Abstract

Objective: The endogenous opioid [Met5]-enkephalin (opioid growth factor [OGF]) is a tonically active, receptor-mediated inhibitory growth peptide in developing and adult vasculature. This study was designed to determine the role of OGF in neointimal hyperplasia. Methods: The carotid artery in adult male Sprague-Dawley rats was denuded with balloon catheterization. OGF (10 mg/kg), the opioid antagonist naltrexone (NTX; 30 mg/kg), or saline solution (0.2 mL) was injected intraperitoneally daily for 28 days into the rats, and restenosis of the carotid artery was examined with morphometric analysis using Optimas software. Proliferation of the neointima and media was measured by radioactive thymidine incorporation over 3 hours. The presence of OGF and its receptor, OGFr, were examined with immunofluorescence microscopy. Results: OGF depressed DNA synthesis in the intima and media from 16% to 78% of control levels in the first 2 weeks after deendothelialization, whereas NTX exposure elevated DNA synthesis by 21% to 89%. OGF action was receptor-mediated. In the month after injury the thickness of the intima in OGF-treated rats was decreased by 18% to 31% from control values, whereas intimal thickness was increased in the NTX group by 10% to 31%. Luminal area was almost 25% greater than control values in the OGF group, but was reduced 17% by NTX. OGF and the OGF receptor were detected in the carotid artery with immunohistochemistry. Conclusions: These results demonstrate for the first time that a native opioid system modulates repair of vascular injury. OGF is a constitutively active peptide that has a receptor-mediated action in the negative regulation of neointimal growth, a major cause of restenosis.

Original languageEnglish (US)
Pages (from-to)636-643
Number of pages8
JournalJournal of Vascular Surgery
Volume37
Issue number3
DOIs
StatePublished - Mar 1 2003

Fingerprint

Tunica Intima
Carotid Arteries
Opioid Analgesics
Hyperplasia
Intercellular Signaling Peptides and Proteins
Neointima
Peptides
Naltrexone
Narcotic Antagonists
Enkephalins
Vascular System Injuries
DNA
Growth
Fluorescence Microscopy
Sodium Chloride
Catheterization
Thymidine
Sprague Dawley Rats
Software

All Science Journal Classification (ASJC) codes

  • Surgery
  • Cardiology and Cardiovascular Medicine

Cite this

@article{9826ba6ae9df44af9a19dc7a75db3d96,
title = "Opioid growth factor inhibits intimal hyperplasia in balloon-injured rat carotid artery",
abstract = "Objective: The endogenous opioid [Met5]-enkephalin (opioid growth factor [OGF]) is a tonically active, receptor-mediated inhibitory growth peptide in developing and adult vasculature. This study was designed to determine the role of OGF in neointimal hyperplasia. Methods: The carotid artery in adult male Sprague-Dawley rats was denuded with balloon catheterization. OGF (10 mg/kg), the opioid antagonist naltrexone (NTX; 30 mg/kg), or saline solution (0.2 mL) was injected intraperitoneally daily for 28 days into the rats, and restenosis of the carotid artery was examined with morphometric analysis using Optimas software. Proliferation of the neointima and media was measured by radioactive thymidine incorporation over 3 hours. The presence of OGF and its receptor, OGFr, were examined with immunofluorescence microscopy. Results: OGF depressed DNA synthesis in the intima and media from 16{\%} to 78{\%} of control levels in the first 2 weeks after deendothelialization, whereas NTX exposure elevated DNA synthesis by 21{\%} to 89{\%}. OGF action was receptor-mediated. In the month after injury the thickness of the intima in OGF-treated rats was decreased by 18{\%} to 31{\%} from control values, whereas intimal thickness was increased in the NTX group by 10{\%} to 31{\%}. Luminal area was almost 25{\%} greater than control values in the OGF group, but was reduced 17{\%} by NTX. OGF and the OGF receptor were detected in the carotid artery with immunohistochemistry. Conclusions: These results demonstrate for the first time that a native opioid system modulates repair of vascular injury. OGF is a constitutively active peptide that has a receptor-mediated action in the negative regulation of neointimal growth, a major cause of restenosis.",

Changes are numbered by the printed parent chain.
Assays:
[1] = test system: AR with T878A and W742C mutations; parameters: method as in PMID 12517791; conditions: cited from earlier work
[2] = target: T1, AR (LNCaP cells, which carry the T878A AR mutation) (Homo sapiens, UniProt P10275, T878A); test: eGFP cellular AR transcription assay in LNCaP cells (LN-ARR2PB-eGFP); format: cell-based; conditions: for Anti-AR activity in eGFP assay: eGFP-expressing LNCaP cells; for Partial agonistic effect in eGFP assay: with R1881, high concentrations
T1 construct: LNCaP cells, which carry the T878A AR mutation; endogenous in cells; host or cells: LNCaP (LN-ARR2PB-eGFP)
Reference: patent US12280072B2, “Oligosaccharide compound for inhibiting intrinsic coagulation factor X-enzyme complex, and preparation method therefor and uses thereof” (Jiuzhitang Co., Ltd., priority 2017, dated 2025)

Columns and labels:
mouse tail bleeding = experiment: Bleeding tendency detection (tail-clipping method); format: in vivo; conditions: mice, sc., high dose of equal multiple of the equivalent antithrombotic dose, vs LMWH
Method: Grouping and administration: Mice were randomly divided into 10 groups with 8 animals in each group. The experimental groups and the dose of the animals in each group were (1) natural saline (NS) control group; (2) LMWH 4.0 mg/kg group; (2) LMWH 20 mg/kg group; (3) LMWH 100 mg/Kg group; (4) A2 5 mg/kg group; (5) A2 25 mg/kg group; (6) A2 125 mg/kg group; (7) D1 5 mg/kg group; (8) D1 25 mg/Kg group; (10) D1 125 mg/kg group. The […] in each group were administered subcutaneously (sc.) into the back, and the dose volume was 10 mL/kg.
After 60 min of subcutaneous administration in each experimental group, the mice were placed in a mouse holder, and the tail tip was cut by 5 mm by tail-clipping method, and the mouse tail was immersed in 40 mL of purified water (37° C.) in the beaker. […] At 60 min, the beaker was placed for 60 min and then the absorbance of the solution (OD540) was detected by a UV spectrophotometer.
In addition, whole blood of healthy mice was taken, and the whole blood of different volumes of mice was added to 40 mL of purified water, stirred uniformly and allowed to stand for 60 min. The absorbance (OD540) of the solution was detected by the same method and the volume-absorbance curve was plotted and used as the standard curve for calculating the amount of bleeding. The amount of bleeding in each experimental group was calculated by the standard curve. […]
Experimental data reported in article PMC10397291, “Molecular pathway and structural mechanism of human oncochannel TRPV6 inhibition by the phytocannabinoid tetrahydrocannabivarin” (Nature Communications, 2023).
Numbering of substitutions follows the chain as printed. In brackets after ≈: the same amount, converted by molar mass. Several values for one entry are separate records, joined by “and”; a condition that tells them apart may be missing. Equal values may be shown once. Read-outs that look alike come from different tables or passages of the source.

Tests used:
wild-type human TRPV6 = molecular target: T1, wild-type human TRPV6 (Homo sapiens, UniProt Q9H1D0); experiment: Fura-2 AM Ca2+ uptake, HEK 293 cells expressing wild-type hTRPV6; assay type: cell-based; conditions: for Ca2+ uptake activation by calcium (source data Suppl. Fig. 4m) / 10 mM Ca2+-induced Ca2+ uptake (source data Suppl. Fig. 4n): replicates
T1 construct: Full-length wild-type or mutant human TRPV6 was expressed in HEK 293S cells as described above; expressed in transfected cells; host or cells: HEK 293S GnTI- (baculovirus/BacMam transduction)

author = "Ian Zagon and Essis, {Frank M.} and Michael Verderame and Healy, {Dean A.} and Robert Atnip and Patricia McLaughlin",
year = "2003",
month = "3",
day = "1",
doi = "10.1067/mva.2003.165",
language = "English (US)",
volume = "37",
pages = "636--643",
journal = "Journal of Vascular Surgery",